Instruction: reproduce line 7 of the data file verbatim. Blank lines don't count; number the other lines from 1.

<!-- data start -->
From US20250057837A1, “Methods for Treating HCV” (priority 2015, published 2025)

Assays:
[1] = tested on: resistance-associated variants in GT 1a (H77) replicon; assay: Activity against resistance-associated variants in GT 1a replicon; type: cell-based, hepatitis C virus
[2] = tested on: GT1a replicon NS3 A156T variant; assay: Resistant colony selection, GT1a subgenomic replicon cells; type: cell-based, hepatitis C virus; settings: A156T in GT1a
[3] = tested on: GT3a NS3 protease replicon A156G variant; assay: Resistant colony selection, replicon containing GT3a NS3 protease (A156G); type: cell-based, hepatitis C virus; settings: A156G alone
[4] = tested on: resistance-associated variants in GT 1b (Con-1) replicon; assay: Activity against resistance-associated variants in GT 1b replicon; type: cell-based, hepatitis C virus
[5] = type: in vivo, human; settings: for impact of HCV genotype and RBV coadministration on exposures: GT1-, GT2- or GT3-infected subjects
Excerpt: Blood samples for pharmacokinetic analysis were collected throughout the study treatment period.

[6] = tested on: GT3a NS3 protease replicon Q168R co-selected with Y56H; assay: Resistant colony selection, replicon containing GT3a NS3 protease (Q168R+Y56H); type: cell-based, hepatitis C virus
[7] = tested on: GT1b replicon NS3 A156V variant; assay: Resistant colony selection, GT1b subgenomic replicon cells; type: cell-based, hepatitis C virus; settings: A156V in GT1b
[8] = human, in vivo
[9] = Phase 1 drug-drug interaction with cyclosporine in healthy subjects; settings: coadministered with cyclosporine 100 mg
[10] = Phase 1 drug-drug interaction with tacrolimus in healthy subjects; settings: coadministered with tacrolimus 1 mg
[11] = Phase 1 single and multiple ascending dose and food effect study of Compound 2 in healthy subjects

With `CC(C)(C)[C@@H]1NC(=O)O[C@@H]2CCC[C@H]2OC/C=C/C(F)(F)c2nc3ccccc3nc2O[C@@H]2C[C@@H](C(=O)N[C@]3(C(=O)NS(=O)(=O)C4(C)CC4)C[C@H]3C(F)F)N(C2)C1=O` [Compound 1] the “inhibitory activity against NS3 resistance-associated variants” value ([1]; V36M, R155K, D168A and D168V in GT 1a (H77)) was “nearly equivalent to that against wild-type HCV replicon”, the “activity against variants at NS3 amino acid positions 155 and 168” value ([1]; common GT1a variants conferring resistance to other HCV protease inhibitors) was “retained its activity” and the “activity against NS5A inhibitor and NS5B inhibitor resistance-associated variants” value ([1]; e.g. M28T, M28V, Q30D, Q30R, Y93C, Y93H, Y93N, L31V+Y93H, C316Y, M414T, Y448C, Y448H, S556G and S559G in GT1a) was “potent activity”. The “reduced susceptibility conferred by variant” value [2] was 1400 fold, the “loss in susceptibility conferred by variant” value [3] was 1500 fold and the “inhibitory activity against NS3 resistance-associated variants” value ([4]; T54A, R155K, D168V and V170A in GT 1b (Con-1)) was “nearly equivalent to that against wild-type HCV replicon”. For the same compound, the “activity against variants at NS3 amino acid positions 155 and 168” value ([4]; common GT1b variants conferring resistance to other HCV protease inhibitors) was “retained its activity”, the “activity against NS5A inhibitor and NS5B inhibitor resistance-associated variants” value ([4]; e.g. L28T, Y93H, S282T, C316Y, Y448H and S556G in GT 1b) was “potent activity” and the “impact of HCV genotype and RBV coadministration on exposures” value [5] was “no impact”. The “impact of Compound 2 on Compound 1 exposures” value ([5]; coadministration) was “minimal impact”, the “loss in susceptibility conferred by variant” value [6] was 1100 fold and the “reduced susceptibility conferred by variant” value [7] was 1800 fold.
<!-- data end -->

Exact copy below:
[5] = type: in vivo, human; settings: for impact of HCV genotype and RBV coadministration on exposures: GT1-, GT2- or GT3-infected subjects